E. Don Harpe

E. Don Harpe, formerly of Nashville, now of Georgia, is a songwriter, poet and novelist. Now retired, Don devotes his time to his family and his writing.

Shelagh: Tell us a little about yourself, Don.

Don: I’m from a small town in Middle Tennessee, spent my teenage years in the fifties, my crazy years in the sixties, and thought I’d settled down in the seventies. The eighties and nineties proved that to be a wrong conception, and now here it is the two thousands, and I’m busier than ever. All through that period I played a lot of country music in little honky tonks and while I don’t do it any longer, I still miss the rush that walking out on a stage used to give me. After high school I took some classes at a couple of schools but never got a degree. I spent the majority of my working career in mid-management, and was an industrial engineer for a major appliance firm for a long time. Spent the latter part of my career as a manager in a call center, where we did over the phone trouble shooting on computers, and I also managed a Yahoo billing account. Retired in 2004 after the center sent all of the jobs overseas and closed down. I’m a published and recorded songwriter, I’ve written several books, and I have a story in a science fiction ebook that won the Eppy a couple of years ago. I played sports all of my life, pretty much anything that involved a ball, and once aspired to be a professional bowler. Spend my time these days working on a lot of new novels and screenplays.

Shelagh: When did the writing bug bite, and in what genre(s)?

Don: I started writing poems and short stories while still in grade school, and did even more while in high school. I don’t recall a time when I wasn’t writing something. I pitched my first song in Nashville about 1960, and started working on my novels in the mid 80’s. I don’t write in any one genre, preferring to extend my scope so that I remain interested in whatever current project I’m working on.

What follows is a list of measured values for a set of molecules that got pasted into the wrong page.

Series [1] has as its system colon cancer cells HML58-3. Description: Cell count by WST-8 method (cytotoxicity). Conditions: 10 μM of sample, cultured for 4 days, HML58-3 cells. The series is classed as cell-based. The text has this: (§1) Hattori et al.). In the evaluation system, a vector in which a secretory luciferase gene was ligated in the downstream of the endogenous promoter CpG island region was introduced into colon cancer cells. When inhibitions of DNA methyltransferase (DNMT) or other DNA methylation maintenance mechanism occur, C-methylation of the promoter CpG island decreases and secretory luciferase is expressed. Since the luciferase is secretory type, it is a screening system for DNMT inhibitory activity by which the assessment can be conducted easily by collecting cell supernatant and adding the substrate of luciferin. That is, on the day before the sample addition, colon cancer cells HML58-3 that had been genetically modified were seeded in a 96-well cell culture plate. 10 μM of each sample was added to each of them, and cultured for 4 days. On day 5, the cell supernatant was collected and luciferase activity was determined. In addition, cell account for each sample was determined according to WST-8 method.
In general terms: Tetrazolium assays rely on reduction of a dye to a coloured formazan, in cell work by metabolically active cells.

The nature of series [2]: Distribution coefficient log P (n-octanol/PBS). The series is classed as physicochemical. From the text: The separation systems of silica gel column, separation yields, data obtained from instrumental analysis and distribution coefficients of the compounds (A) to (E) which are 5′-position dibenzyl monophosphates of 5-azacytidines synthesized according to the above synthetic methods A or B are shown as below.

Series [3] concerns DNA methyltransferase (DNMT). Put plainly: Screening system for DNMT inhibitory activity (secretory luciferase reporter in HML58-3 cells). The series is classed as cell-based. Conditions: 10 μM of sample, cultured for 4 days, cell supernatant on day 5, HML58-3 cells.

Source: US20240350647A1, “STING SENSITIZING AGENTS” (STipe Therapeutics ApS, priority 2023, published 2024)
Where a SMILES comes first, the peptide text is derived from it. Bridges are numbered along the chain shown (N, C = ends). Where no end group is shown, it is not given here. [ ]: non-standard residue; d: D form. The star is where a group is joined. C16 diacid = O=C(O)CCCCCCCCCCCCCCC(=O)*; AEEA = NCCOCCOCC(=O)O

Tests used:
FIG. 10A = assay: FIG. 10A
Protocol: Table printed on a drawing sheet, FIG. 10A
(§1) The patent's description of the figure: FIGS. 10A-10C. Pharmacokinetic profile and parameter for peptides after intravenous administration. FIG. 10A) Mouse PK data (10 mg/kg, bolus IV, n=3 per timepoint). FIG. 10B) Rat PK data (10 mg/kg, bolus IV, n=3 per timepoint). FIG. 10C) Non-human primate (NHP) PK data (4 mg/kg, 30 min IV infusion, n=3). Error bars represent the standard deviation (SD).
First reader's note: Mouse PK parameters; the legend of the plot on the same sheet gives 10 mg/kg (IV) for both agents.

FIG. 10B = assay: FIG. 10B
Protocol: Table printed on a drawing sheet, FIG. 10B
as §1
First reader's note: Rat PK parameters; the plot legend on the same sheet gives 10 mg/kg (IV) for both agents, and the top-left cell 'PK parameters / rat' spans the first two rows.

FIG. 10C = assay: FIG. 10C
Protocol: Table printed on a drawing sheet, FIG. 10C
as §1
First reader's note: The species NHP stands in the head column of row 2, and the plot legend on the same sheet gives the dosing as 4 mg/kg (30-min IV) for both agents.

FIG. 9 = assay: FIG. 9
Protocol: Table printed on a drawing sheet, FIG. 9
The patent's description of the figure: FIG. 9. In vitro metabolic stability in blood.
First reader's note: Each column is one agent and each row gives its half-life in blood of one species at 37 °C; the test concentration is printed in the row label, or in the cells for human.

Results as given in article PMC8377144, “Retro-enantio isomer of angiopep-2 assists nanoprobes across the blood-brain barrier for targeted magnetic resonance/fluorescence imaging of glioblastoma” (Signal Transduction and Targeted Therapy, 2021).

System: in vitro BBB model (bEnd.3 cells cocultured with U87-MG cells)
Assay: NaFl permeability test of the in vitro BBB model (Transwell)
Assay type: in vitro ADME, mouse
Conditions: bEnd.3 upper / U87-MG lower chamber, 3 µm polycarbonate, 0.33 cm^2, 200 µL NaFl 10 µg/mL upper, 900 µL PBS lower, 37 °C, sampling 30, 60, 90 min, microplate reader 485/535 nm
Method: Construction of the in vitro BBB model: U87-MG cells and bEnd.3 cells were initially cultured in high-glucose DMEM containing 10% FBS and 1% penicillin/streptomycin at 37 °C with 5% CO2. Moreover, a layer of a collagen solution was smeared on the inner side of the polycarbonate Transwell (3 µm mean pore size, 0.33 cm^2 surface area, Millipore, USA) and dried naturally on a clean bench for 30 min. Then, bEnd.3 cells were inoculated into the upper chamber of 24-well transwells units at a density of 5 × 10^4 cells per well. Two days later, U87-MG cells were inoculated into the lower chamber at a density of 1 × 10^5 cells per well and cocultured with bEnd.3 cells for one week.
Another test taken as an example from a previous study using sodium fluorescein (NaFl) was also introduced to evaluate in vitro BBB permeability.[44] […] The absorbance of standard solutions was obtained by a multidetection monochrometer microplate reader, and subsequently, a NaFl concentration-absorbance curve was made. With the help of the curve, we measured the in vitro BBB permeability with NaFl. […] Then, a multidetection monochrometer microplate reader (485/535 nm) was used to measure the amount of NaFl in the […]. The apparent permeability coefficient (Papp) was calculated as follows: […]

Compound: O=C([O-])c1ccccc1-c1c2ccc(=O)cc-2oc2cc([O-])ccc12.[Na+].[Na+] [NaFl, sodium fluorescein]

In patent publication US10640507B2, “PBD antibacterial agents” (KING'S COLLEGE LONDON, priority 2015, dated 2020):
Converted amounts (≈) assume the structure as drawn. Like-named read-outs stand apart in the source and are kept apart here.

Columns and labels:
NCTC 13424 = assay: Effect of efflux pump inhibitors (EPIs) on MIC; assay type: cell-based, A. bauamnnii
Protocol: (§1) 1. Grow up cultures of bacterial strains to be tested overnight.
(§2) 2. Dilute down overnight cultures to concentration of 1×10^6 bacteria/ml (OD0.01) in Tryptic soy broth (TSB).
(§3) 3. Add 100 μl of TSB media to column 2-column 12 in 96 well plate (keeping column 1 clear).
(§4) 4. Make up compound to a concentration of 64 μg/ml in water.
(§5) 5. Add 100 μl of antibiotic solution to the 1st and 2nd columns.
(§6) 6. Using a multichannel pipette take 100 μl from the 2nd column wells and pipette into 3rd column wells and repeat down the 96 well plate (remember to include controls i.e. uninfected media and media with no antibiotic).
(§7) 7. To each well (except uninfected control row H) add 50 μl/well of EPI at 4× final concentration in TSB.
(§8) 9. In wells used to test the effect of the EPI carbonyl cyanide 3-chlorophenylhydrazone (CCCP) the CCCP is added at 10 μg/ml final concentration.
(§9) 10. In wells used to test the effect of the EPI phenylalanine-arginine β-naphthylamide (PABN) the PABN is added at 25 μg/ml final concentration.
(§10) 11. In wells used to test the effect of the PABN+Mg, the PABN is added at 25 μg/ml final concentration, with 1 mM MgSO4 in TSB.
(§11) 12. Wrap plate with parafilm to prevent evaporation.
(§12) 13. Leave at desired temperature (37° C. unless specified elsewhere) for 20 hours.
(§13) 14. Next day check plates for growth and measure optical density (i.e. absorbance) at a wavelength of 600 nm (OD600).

Shelagh: When you started writing, what goals did you want to accomplish? Is there a message you want readers to grasp?

Don: When I started writing I was concentrating on my songs, and my only goal at the time was to get a song published and recorded, which I managed to do several times over the years. My goal now, with my novels, is to continue to gain name recognition so that at some point in time a major publisher will decide I’m good enough to be in bookstores worldwide. I seldom think about a message for my readers. I just want them to be entertained enough that they’ll take a look at what I write next.

Shelagh: Briefly tell us about your latest book. Is it part of a series or stand-alone?

Don: The newest book is called Sundown Two, and it’s based on the events that may or may not happen in December of 2012. It takes disaster books to a new level, and while it’s meant to be a stand alone novel, there is enough background for a sequel if there becomes a market for it. I co-authored this book with Phil Whitley, and it was a very satisfying experience.

Shelagh: What’s the hook for the book?

Don: They say the Mayan Calendar, which is a few thousand years old, ends on December 21, 2012, and also that Nostradamus made no predictions past that date. Once our research began we learned that there will be a cosmic alignment of the planets about that time, which is a rare event itself. There is a lot of interest worldwide in that date, as well as a lot of speculation. We gave it our own twist, and believe me, the book is a thrill ride from cover to cover.

Shelagh: How do you develop characters and setting?

Don: A long time ago I read that we write better if we write about stuff we know, and that’s what I try to do. I usually set most of my work in the South, because that’s the area of the country that I know best, and I use southern characters, for the most part, as my leads. I try to give my characters a lot of common sense, and as I really don’t like it when characters in books or movies do something that is really dumb, I try not to let mine do those things. If you’re alone in a cabin in the woods at midnight and you hear something prowling around outside, don’t go out with a stick and try to make it go away. That’s dumb. I won’t let my guys do things like that. I do a ton of backstory on my lead characters. I know their birthdays, their parents names, their brothers and sisters, their religion, what they like to eat, how tall they are and how much they weigh, and what bad habits they have. Most of the backstory doesn’t get into the actual book, but I always know what my guys are going to do in a given situation.